We are burdened with far too many of these wacky stories and whopping lies, and the very least we must do is to critically evaluate the content of these mostly crazy concoctions by using our common sense.
There are three primary reasons why many people firmly believe in some of this crap:
1. They do not know better.
2. They like it or they just accept it this way.
3. Others told them to believe it.
Seldom enough can we trust it, because it is true.
But even if we are aware of the fact that things are not real, like most of the content of the myths, folktales or legends, we must also question the value of such ‘works’ and must seriously ask ourselves: What is it good for?
Fairy tales are good. Santa Claus and Snow White are good. On the other hand, many stories we consider to be of cultural value are not good. If we treat them like fairy tales – fine! If we try to find a hidden message or a deeper sense – a waste of time!
Why can we be so simply misled or deceived? Myths, folktales, legends and similar stories of freaky imagination often contain such a large amount of nonsense and clearly recognizable misinformation that one should identify the ‘masterpieces’, immediately and easily, as pure rubbish.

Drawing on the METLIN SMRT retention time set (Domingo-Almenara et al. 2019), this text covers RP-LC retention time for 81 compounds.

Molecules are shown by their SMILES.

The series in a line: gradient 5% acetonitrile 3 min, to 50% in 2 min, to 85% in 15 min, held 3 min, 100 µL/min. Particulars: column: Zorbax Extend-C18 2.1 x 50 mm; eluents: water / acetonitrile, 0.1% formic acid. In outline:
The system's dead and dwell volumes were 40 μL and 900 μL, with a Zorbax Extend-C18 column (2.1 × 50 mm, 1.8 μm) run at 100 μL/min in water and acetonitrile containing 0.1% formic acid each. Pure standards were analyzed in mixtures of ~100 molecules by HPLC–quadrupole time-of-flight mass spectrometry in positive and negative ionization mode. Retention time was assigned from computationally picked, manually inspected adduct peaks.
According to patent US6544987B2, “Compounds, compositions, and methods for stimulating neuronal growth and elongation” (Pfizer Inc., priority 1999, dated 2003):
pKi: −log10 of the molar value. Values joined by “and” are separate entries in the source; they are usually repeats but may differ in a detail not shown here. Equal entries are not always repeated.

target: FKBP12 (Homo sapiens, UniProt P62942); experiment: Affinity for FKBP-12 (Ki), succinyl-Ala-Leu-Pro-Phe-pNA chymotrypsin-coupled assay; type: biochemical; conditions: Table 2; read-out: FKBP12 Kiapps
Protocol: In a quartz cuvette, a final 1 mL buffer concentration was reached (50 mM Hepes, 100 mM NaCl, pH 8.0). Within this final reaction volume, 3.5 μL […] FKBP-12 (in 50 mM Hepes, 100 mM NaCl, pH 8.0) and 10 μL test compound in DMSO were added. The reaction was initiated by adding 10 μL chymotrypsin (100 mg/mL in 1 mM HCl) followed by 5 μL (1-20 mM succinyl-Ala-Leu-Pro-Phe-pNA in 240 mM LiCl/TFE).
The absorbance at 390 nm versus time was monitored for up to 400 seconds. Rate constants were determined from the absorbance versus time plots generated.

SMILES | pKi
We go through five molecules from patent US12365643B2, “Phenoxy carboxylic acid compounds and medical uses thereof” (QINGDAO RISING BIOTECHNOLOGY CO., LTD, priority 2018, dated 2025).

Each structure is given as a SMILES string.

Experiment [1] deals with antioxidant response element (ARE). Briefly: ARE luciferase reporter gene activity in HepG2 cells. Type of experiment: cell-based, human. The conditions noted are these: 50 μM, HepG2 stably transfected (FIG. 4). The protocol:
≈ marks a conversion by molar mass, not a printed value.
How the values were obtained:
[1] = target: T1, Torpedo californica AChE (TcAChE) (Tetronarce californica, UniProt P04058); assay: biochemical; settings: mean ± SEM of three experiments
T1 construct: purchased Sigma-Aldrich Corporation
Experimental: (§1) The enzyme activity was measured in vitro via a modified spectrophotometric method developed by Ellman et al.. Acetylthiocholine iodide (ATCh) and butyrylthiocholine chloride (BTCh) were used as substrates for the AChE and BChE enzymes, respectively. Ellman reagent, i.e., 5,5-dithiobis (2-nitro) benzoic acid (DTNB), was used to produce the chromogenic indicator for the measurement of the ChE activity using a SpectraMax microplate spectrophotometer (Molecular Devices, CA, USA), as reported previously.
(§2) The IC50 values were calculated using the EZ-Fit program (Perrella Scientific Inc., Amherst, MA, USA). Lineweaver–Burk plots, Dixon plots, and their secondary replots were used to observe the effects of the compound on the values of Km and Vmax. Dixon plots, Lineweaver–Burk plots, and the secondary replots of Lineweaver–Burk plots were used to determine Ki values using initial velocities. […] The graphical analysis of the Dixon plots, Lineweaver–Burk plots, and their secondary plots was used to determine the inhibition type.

We are simply taken for a ride when we read some of the famous legends. If we want to increase this foolishness, we must reach for the Greek or Roman myths, whereby the latter are nothing else but cheaply cribbed versions of the Greek literary applesauce. The Romans just bothered to change the names of the characters.
Myths, folktales, legends – they are so deeply engraved ...
... middle of paper ...
All are cordially invited to follow me to this strange land, lying in the paranoid shadows of madness, drug inebriation and other mind dulling excesses that must have influenced those ‘great works of culture, whether or not you believe in the myths, folk tales or legends or if you just love them as they are.
In this book, you will also find some stories of newer date, noteworthy or trivial, somber or rather amusing. They have been included to let the reader relax once in a while from the horrible discoveries related to these myths, legends and folktales.
However, if you see your picture of our so-called cultural heritage damaged, try to take it with humor, even if it might occasionally prove to be difficult.
The potatoes and the humor have one thing in common: You must dig them out first. But then, good or bad is often just a matter of opinion.
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